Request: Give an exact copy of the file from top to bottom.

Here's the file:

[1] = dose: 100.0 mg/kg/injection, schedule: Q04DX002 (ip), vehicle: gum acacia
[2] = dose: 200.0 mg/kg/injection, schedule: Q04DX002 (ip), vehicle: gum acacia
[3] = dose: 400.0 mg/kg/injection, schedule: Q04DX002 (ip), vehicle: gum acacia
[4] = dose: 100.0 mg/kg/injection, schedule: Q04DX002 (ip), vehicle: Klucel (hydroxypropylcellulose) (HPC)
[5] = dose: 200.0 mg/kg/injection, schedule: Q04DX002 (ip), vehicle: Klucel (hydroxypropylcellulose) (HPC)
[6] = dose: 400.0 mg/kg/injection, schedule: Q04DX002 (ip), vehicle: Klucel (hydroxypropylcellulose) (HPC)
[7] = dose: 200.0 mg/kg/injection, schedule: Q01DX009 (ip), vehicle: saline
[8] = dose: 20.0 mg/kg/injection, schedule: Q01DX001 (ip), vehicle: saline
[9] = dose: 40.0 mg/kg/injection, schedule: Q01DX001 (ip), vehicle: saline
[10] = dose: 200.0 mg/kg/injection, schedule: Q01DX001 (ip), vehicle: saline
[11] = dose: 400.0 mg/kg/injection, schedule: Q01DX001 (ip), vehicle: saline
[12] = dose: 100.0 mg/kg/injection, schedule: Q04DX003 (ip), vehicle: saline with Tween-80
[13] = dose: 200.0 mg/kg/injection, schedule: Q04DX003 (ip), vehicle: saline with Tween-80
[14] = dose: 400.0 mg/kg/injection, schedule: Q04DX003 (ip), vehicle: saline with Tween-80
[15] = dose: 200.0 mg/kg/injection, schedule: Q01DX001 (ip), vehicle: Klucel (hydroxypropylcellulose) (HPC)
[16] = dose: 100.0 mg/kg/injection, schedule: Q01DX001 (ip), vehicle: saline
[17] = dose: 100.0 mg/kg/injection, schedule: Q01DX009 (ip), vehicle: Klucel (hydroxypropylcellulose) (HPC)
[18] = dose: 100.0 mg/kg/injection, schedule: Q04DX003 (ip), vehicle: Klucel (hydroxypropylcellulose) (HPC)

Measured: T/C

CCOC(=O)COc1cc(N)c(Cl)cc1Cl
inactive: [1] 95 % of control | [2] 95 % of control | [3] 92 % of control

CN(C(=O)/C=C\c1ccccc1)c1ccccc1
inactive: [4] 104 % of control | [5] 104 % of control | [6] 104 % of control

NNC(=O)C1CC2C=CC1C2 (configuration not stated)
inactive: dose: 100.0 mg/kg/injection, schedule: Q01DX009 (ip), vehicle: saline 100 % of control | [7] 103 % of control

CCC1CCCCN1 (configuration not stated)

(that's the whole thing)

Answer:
[1] = dose: 100.0 mg/kg/injection, schedule: Q04DX002 (ip), vehicle: gum acacia
[2] = dose: 200.0 mg/kg/injection, schedule: Q04DX002 (ip), vehicle: gum acacia
[3] = dose: 400.0 mg/kg/injection, schedule: Q04DX002 (ip), vehicle: gum acacia
[4] = dose: 100.0 mg/kg/injection, schedule: Q04DX002 (ip), vehicle: Klucel (hydroxypropylcellulose) (HPC)
[5] = dose: 200.0 mg/kg/injection, schedule: Q04DX002 (ip), vehicle: Klucel (hydroxypropylcellulose) (HPC)
[6] = dose: 400.0 mg/kg/injection, schedule: Q04DX002 (ip), vehicle: Klucel (hydroxypropylcellulose) (HPC)
[7] = dose: 200.0 mg/kg/injection, schedule: Q01DX009 (ip), vehicle: saline
[8] = dose: 20.0 mg/kg/injection, schedule: Q01DX001 (ip), vehicle: saline
[9] = dose: 40.0 mg/kg/injection, schedule: Q01DX001 (ip), vehicle: saline
[10] = dose: 200.0 mg/kg/injection, schedule: Q01DX001 (ip), vehicle: saline
[11] = dose: 400.0 mg/kg/injection, schedule: Q01DX001 (ip), vehicle: saline
[12] = dose: 100.0 mg/kg/injection, schedule: Q04DX003 (ip), vehicle: saline with Tween-80
[13] = dose: 200.0 mg/kg/injection, schedule: Q04DX003 (ip), vehicle: saline with Tween-80
[14] = dose: 400.0 mg/kg/injection, schedule: Q04DX003 (ip), vehicle: saline with Tween-80
[15] = dose: 200.0 mg/kg/injection, schedule: Q01DX001 (ip), vehicle: Klucel (hydroxypropylcellulose) (HPC)
[16] = dose: 100.0 mg/kg/injection, schedule: Q01DX001 (ip), vehicle: saline
[17] = dose: 100.0 mg/kg/injection, schedule: Q01DX009 (ip), vehicle: Klucel (hydroxypropylcellulose) (HPC)
[18] = dose: 100.0 mg/kg/injection, schedule: Q04DX003 (ip), vehicle: Klucel (hydroxypropylcellulose) (HPC)

Measured: T/C

CCOC(=O)COc1cc(N)c(Cl)cc1Cl
inactive: [1] 95 % of control | [2] 95 % of control | [3] 92 % of control

CN(C(=O)/C=C\c1ccccc1)c1ccccc1
inactive: [4] 104 % of control | [5] 104 % of control | [6] 104 % of control

NNC(=O)C1CC2C=CC1C2 (configuration not stated)
inactive: dose: 100.0 mg/kg/injection, schedule: Q01DX009 (ip), vehicle: saline 100 % of control | [7] 103 % of control

CCC1CCCCN1 (configuration not stated)